4. Failure makes us compassionate.  When we truly acknowledge who we are, we judge less and love more. We make friends with mess. We extend grace because we’ve first received it. When I am feeling extra-judgey toward someone else — which is often — I know I don’t have a proper view of myself.

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What does all of this have to do with new rhythms and new seasons? How does it inform our everyday hacks as we try to manage our days in such a way that things work and bless those around us?

Simple. Failure doesn’t issue condemning commands. It extends inquisitive invitations:

  • Yeah, you keep messing up at this one. Why don’t you find a friend to talk to? Perhaps you could use some accountability and encouragement in this area instead of trying to go it alone?
  • Okay, so this week you ran yourself ragged and now you’re exhausted and crabby with everyone around you. How can you find some rest and arrange next week’s calendar differently?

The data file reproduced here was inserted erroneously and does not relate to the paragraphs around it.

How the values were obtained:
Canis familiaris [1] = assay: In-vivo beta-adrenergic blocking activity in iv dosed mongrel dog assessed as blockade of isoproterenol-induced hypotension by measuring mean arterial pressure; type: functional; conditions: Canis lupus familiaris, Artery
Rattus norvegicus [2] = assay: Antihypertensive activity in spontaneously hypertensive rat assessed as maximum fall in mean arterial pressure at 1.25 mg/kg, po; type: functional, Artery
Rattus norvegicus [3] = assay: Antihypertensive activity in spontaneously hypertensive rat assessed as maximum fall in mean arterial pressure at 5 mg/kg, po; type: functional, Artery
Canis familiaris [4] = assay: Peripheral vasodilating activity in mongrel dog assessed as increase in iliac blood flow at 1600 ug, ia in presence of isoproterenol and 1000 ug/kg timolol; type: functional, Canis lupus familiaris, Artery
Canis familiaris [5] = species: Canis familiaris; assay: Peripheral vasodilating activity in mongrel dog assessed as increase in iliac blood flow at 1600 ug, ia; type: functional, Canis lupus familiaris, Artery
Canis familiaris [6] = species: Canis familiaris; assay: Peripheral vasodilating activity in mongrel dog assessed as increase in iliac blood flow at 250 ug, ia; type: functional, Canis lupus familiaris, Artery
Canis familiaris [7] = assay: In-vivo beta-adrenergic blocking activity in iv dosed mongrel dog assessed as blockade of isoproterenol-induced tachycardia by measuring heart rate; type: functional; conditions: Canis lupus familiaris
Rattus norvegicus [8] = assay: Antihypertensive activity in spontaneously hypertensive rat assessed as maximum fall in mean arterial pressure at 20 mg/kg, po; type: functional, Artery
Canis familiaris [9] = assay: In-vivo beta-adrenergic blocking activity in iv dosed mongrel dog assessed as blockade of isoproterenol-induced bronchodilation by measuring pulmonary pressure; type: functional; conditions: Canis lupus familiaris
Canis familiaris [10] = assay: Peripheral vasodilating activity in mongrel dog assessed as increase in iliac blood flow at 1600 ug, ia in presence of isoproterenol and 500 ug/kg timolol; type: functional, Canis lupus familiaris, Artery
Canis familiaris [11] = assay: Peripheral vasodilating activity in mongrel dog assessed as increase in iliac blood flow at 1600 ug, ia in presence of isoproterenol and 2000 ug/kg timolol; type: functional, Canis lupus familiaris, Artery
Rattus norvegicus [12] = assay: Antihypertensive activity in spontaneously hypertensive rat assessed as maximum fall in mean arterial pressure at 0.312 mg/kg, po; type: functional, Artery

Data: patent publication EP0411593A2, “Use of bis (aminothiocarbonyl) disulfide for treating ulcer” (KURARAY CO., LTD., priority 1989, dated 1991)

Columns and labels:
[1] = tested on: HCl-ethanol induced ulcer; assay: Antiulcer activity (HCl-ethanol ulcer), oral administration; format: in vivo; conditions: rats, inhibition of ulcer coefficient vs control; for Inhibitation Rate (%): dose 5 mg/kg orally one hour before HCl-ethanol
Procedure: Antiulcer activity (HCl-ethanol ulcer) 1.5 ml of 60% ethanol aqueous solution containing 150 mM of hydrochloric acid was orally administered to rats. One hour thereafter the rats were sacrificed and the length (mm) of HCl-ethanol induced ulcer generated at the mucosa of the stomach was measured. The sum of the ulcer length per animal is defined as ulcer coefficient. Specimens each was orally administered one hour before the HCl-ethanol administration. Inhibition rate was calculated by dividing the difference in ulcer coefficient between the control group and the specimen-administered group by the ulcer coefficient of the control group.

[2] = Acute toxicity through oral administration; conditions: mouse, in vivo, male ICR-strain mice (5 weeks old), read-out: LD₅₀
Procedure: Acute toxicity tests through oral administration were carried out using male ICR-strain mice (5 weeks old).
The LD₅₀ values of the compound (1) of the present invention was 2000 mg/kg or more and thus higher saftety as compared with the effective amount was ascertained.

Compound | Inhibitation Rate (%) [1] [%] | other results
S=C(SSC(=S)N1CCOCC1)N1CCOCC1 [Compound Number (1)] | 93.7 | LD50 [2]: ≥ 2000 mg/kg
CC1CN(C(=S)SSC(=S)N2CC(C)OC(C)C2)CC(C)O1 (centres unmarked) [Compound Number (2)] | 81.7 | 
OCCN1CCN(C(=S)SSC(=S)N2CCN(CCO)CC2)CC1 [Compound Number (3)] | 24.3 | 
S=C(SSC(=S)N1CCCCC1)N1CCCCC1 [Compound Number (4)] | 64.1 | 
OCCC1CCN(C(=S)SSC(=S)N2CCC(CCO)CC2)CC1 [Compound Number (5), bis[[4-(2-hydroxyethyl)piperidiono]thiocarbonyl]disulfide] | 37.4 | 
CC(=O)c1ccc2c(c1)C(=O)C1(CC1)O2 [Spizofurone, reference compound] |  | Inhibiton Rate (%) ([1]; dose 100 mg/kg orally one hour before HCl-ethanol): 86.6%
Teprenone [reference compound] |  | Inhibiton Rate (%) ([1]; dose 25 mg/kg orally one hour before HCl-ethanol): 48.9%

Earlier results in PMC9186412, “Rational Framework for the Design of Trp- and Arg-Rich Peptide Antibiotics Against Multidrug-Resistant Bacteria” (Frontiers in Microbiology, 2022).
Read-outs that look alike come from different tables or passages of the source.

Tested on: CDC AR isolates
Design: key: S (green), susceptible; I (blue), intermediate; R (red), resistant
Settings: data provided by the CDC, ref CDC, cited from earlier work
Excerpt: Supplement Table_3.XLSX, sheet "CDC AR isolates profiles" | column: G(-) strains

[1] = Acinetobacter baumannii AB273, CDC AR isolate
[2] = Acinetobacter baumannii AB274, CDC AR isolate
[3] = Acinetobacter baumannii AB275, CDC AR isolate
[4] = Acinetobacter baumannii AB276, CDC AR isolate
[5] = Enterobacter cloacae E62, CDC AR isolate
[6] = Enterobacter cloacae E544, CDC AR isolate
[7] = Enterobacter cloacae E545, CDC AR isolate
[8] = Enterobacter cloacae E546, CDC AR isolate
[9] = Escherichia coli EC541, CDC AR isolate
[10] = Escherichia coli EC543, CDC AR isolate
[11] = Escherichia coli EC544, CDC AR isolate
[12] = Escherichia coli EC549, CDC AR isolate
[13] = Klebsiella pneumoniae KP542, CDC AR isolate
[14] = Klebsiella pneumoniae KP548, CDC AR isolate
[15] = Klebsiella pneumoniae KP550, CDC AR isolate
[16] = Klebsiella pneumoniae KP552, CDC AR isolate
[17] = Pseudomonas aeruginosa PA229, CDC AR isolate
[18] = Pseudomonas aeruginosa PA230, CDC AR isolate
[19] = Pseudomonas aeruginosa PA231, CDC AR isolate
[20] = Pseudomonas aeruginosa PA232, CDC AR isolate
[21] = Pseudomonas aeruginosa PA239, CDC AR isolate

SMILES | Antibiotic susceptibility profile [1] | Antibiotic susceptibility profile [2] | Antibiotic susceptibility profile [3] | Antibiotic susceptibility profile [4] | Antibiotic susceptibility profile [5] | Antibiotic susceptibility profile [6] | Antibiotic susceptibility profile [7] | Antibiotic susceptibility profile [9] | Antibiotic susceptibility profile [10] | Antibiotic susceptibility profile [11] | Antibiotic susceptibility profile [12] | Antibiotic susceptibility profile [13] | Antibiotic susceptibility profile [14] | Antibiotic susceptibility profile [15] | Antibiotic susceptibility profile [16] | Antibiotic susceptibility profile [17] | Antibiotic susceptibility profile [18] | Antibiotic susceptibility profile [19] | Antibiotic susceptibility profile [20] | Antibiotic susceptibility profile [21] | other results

• Well, that didn’t work but you tried. Let’s find a new angle. Or maybe just try again?
  • Yes, that was ugly. You know you shouldn’t have cut him to pieces with your words like that. Where do you need to go? To him and to the cross. True, it’s a well-worn path but it’s no walk of shame; it’s the road to restoration. 
  • That’s appalling, what that guy did. And yes, he deserves what’s coming to him. But consider his pain and consider the road that led him to this point. And acknowledge that we don’t ever truly know someone’s road. Besides, that could have been your road, but for grace, but for a million and one variables over which you’ve had no control. Be grateful and be compassionate. Condemnation accomplishes nothing. Pray for him. Pray for her. Pray for yourself. 

 

See? When we turn failure on its head, it becomes a gentle guide. We get to choose. And I freely admit that I don’t usually choose well, but I’m getting better.

This is what it means to establish new rhythms upheld by grace. It’s not about figuring it all ahead of time. It’s about forging ahead, knowing we’ll get it wrong a lot and knowing we’ll get it right sometimes too. It’s about living in the lab of the everyday and not being afraid of trial and error. It’s about trying anyway and knowing that grace is the safety net.